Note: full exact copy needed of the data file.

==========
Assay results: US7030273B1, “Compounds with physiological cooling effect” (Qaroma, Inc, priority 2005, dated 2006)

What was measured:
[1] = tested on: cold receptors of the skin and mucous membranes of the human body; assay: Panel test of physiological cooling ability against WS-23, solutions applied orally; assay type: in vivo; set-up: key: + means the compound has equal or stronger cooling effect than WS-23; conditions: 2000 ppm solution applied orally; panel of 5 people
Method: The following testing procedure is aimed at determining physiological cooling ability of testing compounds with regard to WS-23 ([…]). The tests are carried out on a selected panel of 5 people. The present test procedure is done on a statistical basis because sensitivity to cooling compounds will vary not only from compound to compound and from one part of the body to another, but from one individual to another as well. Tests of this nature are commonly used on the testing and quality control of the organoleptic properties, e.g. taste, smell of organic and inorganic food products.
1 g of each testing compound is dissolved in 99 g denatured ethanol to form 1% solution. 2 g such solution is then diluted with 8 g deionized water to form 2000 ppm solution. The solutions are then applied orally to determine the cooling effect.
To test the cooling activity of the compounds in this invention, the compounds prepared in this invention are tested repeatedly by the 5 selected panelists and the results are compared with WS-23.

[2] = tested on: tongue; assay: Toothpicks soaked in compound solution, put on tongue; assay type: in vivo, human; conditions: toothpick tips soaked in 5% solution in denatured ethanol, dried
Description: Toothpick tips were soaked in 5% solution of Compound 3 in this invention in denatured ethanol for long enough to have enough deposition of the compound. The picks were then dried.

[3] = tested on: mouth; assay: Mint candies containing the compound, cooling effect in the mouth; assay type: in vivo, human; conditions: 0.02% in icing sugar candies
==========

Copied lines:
Assay results: US7030273B1, “Compounds with physiological cooling effect” (Qaroma, Inc, priority 2005, dated 2006)

What was measured:
[1] = tested on: cold receptors of the skin and mucous membranes of the human body; assay: Panel test of physiological cooling ability against WS-23, solutions applied orally; assay type: in vivo; set-up: key: + means the compound has equal or stronger cooling effect than WS-23; conditions: 2000 ppm solution applied orally; panel of 5 people
Method: The following testing procedure is aimed at determining physiological cooling ability of testing compounds with regard to WS-23 ([…]). The tests are carried out on a selected panel of 5 people. The present test procedure is done on a statistical basis because sensitivity to cooling compounds will vary not only from compound to compound and from one part of the body to another, but from one individual to another as well. Tests of this nature are commonly used on the testing and quality control of the organoleptic properties, e.g. taste, smell of organic and inorganic food products.
1 g of each testing compound is dissolved in 99 g denatured ethanol to form 1% solution. 2 g such solution is then diluted with 8 g deionized water to form 2000 ppm solution. The solutions are then applied orally to determine the cooling effect.
To test the cooling activity of the compounds in this invention, the compounds prepared in this invention are tested repeatedly by the 5 selected panelists and the results are compared with WS-23.

[2] = tested on: tongue; assay: Toothpicks soaked in compound solution, put on tongue; assay type: in vivo, human; conditions: toothpick tips soaked in 5% solution in denatured ethanol, dried
Description: Toothpick tips were soaked in 5% solution of Compound 3 in this invention in denatured ethanol for long enough to have enough deposition of the compound. The picks were then dried.

[3] = tested on: mouth; assay: Mint candies containing the compound, cooling effect in the mouth; assay type: in vivo, human; conditions: 0.02% in icing sugar candies